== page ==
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Impact of the incapacity to elect the chief of state on Moldova’ European integration process (part II)

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Igor Botan / February 3, 2012
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Notification of Constitutional Court

On December 26, 2011, independent deputy Mihai Godea, the only parliamentarian who respected the constitutional provisions on secret vote during presidential elections, notified the Constitutional CourtRO and asked it:

The Constitutional Court gave green light to Godea’s application, noting that the public deliberation was set for January 12, 2012. To note that January 12 was the deadline for registration of candidates for the repeat presidential elections. The political and legal context of examination of the application was very complex. Earlier, starting 2000, all the tries to elect the chief of state except for one were boycotted:

The only exception was the first try to elect the chief of state on December 1, 2000. There was another attempt of party leaders then to keep control on the voting process — violation of the express provision of the Constitution which says that the chief of state is elected by the Parliament through a secret vote. In consequence, 13 deputies appealed to the Constitutional Court and asked it to interpret the provisions of Article 78 (1) of the Constitution in the light of:

On December 4, 2000, the Constitutional Court decided under Decision No. 39RO that clauses of the following articles should be taken into account to interpret the expression “secret vote”:

The Constitutional Court noted in its decision that the will of people is the base of state power, according to Article 38 (1) of the Constitution. This will is expressed through free elections which take place periodically through a universal, equal, direct, secret and free suffrage. The constitutional principles concerned are in full accordance with Article 21 of the Universal Declaration of Human Rights and Article 25 of the International Covenant on Civil and Political Rights, which say that the election of state authorities must be honest, must take place periodically though a universal, equal suffrage and secret vote, or accordingly to an equivalent procedure, which would ensure the free expression of will of electors.

In order to argue its decision, the Constitutional Court stressed in 2000 that:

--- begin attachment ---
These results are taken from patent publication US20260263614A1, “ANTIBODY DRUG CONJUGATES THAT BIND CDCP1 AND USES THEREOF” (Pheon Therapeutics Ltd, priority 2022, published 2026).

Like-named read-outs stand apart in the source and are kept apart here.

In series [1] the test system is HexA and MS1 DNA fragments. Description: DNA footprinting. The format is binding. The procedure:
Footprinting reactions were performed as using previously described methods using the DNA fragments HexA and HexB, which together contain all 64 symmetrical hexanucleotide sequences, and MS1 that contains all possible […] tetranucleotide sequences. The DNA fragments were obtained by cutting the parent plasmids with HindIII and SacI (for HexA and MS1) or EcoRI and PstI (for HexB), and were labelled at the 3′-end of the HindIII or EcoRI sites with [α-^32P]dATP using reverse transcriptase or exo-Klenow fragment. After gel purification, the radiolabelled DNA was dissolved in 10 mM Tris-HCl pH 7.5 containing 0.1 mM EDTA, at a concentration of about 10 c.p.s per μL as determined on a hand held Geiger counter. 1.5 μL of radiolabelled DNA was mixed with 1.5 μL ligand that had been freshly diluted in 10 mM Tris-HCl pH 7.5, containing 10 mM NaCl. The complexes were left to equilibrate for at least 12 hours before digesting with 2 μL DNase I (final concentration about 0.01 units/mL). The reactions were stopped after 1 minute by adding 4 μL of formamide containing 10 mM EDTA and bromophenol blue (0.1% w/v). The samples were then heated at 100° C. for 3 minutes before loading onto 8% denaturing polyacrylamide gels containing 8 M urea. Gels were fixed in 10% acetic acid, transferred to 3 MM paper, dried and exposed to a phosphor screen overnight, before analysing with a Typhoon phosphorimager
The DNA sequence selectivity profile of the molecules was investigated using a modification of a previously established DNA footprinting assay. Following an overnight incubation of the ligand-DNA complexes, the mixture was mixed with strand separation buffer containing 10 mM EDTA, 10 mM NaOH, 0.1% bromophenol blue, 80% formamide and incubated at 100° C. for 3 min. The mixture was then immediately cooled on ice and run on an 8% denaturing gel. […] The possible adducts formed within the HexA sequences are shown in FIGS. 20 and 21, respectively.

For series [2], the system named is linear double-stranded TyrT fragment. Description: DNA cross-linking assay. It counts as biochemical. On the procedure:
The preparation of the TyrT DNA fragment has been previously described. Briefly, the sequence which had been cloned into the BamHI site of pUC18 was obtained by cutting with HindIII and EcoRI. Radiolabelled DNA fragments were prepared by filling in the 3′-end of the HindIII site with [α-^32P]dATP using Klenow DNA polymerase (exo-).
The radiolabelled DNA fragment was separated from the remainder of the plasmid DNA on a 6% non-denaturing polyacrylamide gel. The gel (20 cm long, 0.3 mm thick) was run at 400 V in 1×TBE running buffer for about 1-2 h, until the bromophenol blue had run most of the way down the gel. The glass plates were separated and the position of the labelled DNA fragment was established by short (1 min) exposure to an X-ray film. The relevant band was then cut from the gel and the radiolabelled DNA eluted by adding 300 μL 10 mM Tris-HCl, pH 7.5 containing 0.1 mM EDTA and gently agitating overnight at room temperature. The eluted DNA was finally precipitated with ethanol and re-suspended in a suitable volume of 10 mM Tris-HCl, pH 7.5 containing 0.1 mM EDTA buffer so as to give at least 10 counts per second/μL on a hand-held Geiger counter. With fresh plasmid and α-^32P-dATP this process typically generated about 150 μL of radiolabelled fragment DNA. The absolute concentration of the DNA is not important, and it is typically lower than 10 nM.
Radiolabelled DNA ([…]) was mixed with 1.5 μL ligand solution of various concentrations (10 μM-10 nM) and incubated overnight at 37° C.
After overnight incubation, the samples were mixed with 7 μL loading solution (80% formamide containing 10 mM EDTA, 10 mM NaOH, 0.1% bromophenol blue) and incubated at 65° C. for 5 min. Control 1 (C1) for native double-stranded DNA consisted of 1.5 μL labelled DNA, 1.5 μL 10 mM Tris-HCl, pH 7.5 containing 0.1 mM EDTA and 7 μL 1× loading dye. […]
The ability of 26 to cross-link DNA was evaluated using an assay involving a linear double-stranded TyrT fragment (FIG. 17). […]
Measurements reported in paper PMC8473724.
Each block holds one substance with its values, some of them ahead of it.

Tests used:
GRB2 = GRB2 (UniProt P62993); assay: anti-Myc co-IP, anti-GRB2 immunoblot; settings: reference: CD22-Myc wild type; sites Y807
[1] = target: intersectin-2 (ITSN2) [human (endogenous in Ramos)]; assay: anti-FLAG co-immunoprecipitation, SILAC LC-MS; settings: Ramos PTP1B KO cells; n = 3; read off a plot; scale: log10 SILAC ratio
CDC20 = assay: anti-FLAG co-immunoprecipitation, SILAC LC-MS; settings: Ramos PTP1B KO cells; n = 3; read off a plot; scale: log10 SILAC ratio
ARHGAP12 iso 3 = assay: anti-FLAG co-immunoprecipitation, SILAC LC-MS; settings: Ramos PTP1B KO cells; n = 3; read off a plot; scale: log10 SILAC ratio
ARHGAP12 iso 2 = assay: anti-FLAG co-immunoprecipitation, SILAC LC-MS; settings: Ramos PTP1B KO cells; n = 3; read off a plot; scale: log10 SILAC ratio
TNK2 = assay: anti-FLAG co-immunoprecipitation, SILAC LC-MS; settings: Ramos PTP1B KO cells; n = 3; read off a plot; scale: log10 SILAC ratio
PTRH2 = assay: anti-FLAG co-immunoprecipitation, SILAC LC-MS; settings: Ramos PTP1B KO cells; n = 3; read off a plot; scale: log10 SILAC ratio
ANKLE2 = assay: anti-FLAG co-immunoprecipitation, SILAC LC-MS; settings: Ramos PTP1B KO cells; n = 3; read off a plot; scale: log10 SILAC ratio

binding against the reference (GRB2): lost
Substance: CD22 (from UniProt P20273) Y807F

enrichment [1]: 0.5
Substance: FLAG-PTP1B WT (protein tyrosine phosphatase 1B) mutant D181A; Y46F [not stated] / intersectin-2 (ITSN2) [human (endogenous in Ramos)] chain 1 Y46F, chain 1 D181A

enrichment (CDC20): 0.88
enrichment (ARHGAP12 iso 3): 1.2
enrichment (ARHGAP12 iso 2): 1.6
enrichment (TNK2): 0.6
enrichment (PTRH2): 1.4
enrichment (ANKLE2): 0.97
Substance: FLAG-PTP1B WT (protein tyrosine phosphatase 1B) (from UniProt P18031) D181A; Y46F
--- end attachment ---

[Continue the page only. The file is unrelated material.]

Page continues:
At the same time, the Constitutional Court refused to answer to the other two questions of deputies regarding the legal consequences of violation of “the secret vote” and the annulment of the voting results in general in the sense that the voting procedure must be resumed from the beginning. According to CC:

January 12, 2012 Decision of Constitutional Court

Deputy Mihai Godea extended the object of the application at the public plenary sitting of the Constitutional Court on January 12, 2012, and asked the court to check the constitutionality of the Parliament Decision No. 287 of December 28, 2011 on the scheduling of repeated presidential elections in Moldova.

After hearing the sides, the Constitutional Court inducedRO that:

In the light of these arguments, the Court concluded that the Parliament Decision No. 266 of December 23, 2011 concerning the results of the ordinary elections for the President of Moldova and implicitly the Parliament Decision No. 287 of December 28, 2011 concerning the scheduling of repeated presidential elections in Moldova will be declared unconstitutional.

Withdrawal from constitutional presidential election process

The AIE used the January 12, 2012 CC Decision improperly to adjourn the presidential election process, with the finality of this process changing direction. In this respect, one may affirm that the CC decision advantaged those who violated the Constitution, as AIE components are first to benefit of the breakdown of the presidential election process. The extraordinary sitting of the legislature convoked on January 15, 2012, which abrogated the two parliamentary decisions that the Constitutional Court declared as unconstitutional, as well as the withdrawal of the AIE from the constitutional president election procedure are proofs in this respect. The same day, AIE leaders adopted the statement concerning the ways to settle constitutional crisis and ensure political stability. By adopting this declaration, the AIE assumed responsibility for the following major objectives of the political agenda for next period: